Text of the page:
Eelgrasses are submerged rhizomatous (but not tuberous) aquatic plants, producing rosettes of long strap-like leaves which can vary in length from a few centimetres to 5.5 metres in deep water. Rooted or anchored in sediment they have no leafy stem; leaves all arise from a basal rosette at the sediment surface. Leaves have many small longitudinal veinlets and cross-septa, from 0.4-1cm wide. Plants form stout rhizomes that extend from the sediments. Numerous roots, up to 40cm long, sprout at each leaf-bearing node on the rhizomes (Greater Wellington Regional Council 2004b). The sexes are on different plants, the male flowers released and free-floating and the female with a spiral peduncle.
Juvenile or sterile specimens may be difficult to distinguish (Warrington 1994).
Rooted submerged species, especially those that yield high biomass, such as some Vallisneria spp. are important in phytoremediation (biological remediation of environmental problems using plants) due to their soil-binding roots, rhizomes and stolons (which help facilitate colonisation by benthic algae, other microbes and invertebrates) (Qian et al. 1999, in Vajpayee et al 2001). A study conducted to evaluate the accumulation and toxicity of chromium (Cr) in V. spiralis found that after one week the plants ameliorated 59% of Cr from tannery effluent (which contains a high level of chromium). A higher level of remediation was obtained when the tannery effluent was diluted; 95% of Cr was removed from 25% effluent. It was concluded that V. spiralis effectively removes chromium by surface absorption or adsorption (incorporating it into its own system or storing it in a bound form). Therefore V. spiralis may be effective in bioremediation of diluted tannery effluent and in restoring contaminated wetlands; however safe disposal of contaminated plants in cemented vaults is recommended (Vajpayee et al. 2001).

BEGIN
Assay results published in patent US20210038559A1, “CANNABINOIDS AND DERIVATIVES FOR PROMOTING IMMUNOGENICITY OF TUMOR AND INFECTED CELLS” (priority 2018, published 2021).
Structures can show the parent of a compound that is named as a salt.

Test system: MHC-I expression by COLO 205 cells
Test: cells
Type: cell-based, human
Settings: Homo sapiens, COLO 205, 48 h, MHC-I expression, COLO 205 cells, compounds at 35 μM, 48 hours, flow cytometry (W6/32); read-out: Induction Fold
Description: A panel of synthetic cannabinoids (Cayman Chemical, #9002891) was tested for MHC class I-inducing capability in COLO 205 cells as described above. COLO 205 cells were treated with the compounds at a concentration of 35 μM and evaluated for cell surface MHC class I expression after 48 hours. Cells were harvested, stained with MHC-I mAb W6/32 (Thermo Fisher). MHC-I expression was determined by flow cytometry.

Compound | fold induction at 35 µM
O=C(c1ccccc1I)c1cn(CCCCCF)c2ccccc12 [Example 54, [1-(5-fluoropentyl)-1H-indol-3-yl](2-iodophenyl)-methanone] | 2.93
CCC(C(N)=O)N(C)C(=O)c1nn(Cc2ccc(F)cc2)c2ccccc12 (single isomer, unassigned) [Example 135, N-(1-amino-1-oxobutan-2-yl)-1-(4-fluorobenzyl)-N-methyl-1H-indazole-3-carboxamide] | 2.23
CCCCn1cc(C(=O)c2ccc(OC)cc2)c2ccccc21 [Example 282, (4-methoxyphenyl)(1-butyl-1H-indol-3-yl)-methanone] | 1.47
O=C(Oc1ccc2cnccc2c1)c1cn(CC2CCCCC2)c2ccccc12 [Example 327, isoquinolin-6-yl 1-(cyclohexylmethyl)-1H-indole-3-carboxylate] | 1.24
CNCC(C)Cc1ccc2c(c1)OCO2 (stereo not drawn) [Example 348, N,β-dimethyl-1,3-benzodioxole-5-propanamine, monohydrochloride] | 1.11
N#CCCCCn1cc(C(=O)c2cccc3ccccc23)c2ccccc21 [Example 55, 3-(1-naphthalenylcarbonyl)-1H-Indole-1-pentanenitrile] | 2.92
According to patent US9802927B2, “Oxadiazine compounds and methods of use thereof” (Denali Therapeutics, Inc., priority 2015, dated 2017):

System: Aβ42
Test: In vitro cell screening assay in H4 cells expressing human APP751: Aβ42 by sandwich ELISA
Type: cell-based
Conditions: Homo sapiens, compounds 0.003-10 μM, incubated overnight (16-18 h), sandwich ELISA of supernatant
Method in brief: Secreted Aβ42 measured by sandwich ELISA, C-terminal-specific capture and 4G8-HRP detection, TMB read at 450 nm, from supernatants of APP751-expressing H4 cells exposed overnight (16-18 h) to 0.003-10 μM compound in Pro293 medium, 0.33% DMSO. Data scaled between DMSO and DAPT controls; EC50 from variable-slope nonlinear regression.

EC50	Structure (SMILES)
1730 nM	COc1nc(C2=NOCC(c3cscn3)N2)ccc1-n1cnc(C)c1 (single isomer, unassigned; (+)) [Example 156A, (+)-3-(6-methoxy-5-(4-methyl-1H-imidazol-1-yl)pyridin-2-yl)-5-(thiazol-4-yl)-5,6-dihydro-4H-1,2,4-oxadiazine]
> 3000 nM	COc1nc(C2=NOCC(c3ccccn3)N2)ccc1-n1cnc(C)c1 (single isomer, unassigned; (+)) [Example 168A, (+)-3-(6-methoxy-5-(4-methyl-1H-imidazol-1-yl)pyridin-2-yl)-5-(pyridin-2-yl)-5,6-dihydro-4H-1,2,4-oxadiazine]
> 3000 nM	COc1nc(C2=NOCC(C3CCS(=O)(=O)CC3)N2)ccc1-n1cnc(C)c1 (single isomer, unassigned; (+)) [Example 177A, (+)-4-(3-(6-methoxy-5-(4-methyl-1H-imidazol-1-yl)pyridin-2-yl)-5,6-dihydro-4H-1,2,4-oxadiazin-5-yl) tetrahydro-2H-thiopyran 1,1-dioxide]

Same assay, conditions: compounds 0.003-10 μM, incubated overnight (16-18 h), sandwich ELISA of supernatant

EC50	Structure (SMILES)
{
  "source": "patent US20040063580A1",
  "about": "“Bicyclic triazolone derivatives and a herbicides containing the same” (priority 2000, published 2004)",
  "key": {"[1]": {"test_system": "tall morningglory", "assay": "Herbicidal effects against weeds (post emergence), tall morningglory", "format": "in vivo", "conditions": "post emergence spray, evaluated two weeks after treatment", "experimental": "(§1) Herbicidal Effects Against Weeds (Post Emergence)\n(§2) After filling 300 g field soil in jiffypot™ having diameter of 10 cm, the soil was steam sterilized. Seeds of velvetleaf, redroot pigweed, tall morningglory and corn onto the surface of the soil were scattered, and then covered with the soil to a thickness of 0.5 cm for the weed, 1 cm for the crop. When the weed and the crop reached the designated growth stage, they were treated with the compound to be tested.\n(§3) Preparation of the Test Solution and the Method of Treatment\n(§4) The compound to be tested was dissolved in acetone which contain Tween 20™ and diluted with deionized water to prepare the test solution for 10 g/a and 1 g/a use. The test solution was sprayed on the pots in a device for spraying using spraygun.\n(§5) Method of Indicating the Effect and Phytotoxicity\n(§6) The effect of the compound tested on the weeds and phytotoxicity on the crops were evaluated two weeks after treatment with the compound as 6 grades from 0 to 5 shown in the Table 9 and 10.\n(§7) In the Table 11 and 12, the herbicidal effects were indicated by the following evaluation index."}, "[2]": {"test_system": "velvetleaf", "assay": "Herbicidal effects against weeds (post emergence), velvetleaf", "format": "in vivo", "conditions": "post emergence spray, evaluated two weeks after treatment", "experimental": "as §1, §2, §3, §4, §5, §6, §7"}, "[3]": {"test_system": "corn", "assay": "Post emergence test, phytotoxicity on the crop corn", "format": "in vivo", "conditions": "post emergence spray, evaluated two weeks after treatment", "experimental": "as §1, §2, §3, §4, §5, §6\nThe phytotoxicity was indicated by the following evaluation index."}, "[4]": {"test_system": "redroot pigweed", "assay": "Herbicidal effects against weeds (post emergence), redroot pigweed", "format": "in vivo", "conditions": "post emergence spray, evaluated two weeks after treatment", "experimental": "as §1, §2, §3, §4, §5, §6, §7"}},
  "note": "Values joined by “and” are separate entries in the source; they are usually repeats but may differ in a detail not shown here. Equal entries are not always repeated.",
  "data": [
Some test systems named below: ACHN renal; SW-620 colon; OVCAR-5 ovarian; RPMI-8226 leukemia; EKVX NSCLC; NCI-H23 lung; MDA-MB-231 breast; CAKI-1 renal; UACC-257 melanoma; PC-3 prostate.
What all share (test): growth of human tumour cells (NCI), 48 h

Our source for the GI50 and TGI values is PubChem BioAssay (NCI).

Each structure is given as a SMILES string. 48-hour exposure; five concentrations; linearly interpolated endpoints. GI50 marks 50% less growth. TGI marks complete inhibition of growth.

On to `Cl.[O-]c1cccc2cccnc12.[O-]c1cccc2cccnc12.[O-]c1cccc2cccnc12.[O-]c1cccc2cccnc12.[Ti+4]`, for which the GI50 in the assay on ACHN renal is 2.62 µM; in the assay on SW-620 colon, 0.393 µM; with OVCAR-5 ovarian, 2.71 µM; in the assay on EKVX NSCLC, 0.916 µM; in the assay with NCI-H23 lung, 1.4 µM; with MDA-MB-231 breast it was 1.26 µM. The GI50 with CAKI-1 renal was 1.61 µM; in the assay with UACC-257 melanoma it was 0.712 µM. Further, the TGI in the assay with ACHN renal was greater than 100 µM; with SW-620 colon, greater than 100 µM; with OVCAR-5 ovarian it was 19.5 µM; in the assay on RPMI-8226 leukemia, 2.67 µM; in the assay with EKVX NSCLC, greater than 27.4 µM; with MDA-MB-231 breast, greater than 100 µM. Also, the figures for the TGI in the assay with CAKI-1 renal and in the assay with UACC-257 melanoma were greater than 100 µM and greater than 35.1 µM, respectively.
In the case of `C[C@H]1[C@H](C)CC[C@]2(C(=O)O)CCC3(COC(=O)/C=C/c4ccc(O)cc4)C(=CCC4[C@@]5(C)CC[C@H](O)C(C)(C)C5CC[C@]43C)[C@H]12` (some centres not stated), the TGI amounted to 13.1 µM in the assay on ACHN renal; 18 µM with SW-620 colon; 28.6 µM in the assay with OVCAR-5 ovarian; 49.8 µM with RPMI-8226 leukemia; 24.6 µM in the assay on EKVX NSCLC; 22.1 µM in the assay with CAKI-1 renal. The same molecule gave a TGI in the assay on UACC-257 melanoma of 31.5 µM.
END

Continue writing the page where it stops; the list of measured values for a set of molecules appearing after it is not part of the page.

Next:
Compiler: IUCN/SSC Invasive Species Specialist Group (ISSG) with support from the Terrestrial and Freshwater Biodiversity Information System (TFBIS) Programme (Copyright statement)
Review: Dr. Surrey Jacobs Principal Research Scientist Royal Botanic Gardens Sydney NSW, Australia
Publication date: 2006-10-30
Recommended citation: Global Invasive Species Database (2019) Species profile: Vallisneria spiralis. Downloaded from http://www.iucngisd.org/gisd/species.php?sc=878 on 20-02-2019.